Nuclear energy can also be produced by fusion reactions of light nuclei. This technique promises many advantages and has attracted global research and development efforts. The IAEA has supported fusion energy research since its inception and helps Member States exchange and build knowledge on fusion science and technology.
Worldwide research has made impressive progress in fusion and plasma physics. Many scientific questions have been solved in the last years. Controlled nuclear fusion and plasma physics research is currently carried out in more than 50 IAEA Member States. The challenge is to prove that fusion as an energy source is scientifically feasible. Since this will require large, complex and expensive devices to address reactor-relevant physics and technology challenges, international collaboration on fusion research and development is needed.
The IAEA fosters international collaboration and coordination to help close the existing gaps in physics, technology and regulation and move forward in developing the peaceful use of fusion energy. The Agency’s activities in this field cover, among others, plasma physics and fusion power, technologies and material, both for magnetic and inertial fusion.
The world’s most advanced and largest fusion experiment is, with seven international members (China, India, Japan, South Korea, the European Union, the Russian Federation and the United States), the International Thermonuclear Experimental Reactor (ITER) project. Based on the tokamak concept (using a device that confines plasma through a magnetic field), ITER is currently being built in Cadarache, France. The Reactor is designed to achieve a fusion power gain of at least 10 and produce 500 Megawatt (MW) of fusion power. It will also test key technologies necessary for a fusion reactor.
Another fusion initiative is the International Fusion Materials Irradiation Facility (IFMIF), a joint European-Japanese project that will be constructed in Japan and is planned to operate in parallel with ITER. IFMIF will test and select materials that can withstand the extreme conditions produced by high-energy fusion neutrons of future fusion reactors.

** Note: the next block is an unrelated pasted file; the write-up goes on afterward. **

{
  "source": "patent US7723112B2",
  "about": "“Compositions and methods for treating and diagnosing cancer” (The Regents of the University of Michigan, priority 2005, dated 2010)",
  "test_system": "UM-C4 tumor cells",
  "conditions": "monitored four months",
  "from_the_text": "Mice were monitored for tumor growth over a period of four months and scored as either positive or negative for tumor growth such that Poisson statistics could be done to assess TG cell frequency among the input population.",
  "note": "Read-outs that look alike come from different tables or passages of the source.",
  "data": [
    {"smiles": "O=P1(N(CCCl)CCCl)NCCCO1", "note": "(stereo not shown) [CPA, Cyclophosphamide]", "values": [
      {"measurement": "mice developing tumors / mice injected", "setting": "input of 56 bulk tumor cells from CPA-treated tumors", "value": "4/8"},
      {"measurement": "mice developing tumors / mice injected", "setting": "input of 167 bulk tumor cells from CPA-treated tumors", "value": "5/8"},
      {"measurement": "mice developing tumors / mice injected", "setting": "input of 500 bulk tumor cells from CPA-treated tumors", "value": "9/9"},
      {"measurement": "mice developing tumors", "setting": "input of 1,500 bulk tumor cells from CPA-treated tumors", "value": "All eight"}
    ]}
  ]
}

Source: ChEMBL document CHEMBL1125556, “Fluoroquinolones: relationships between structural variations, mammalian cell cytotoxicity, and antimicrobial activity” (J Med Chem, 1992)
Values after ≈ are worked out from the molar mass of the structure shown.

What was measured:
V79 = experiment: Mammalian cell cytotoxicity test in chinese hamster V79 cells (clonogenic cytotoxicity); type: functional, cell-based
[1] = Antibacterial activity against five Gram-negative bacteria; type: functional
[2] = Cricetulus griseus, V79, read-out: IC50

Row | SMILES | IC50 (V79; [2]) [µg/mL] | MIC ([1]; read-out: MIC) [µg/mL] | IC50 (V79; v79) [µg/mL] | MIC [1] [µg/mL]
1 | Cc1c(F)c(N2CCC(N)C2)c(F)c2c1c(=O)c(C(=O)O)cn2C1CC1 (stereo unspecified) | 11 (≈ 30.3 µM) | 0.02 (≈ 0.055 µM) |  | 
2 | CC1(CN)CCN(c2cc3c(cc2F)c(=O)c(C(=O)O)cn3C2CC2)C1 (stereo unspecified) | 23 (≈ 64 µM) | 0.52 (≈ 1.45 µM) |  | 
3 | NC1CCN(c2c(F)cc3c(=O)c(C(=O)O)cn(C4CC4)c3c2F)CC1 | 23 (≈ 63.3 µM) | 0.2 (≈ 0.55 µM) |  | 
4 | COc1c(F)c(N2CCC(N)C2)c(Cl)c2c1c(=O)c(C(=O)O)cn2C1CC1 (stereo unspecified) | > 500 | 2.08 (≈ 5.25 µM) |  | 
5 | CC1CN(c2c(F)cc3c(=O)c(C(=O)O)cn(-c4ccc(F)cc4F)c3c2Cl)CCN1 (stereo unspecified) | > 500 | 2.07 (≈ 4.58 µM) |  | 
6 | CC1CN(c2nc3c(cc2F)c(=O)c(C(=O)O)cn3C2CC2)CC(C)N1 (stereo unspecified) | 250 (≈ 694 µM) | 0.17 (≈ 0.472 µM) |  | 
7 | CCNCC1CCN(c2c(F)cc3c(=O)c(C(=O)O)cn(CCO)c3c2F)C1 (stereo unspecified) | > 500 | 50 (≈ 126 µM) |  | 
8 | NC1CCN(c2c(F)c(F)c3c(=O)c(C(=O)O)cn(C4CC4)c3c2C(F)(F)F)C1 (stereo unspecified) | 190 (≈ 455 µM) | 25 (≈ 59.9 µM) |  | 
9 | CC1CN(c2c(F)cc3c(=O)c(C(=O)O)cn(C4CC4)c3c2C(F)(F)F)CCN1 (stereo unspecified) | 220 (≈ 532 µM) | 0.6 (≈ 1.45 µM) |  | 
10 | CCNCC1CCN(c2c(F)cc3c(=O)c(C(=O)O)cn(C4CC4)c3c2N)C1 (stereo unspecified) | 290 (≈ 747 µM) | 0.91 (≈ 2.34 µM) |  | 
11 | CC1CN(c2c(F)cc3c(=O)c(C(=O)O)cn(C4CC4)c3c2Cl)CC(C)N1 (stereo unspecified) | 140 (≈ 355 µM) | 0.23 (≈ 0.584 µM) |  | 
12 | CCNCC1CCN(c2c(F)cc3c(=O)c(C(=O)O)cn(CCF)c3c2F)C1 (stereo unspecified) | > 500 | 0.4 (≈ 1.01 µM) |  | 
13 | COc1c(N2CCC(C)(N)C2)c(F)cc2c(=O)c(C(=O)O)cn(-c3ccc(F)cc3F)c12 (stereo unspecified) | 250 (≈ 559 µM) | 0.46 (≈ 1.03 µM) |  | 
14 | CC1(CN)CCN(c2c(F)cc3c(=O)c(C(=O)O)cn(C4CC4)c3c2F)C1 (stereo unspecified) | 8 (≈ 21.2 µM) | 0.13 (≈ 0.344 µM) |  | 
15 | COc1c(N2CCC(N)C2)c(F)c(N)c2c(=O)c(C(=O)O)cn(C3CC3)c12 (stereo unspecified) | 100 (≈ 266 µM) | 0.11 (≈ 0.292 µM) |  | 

Currently in the design stages, the DEMOnstration Power Plant (DEMO) is expected to supply fusion electricity to the grid. DEMO will be a prototype of a commercial power plant built upon ITER. Its construction is expected to take place during the operation of ITER and IFMIF. To achieve its goals, DEMO must have linear dimensions about 15 per cent larger than ITER, and an about 30 per cent greater plasma density.
The IAEA hosts a variety of fusion-related forums, including the biennial Fusion Energy Conference, a series of workshops on the DEMO project, and many technical meetings. It also produces publications on fusion, such as the Fusion Journal and the Fusion Physics Book; creates networks of institutions and scientists to address key issues of common interest; maintains databases for the fusion community; and supports education and training activities on fusion.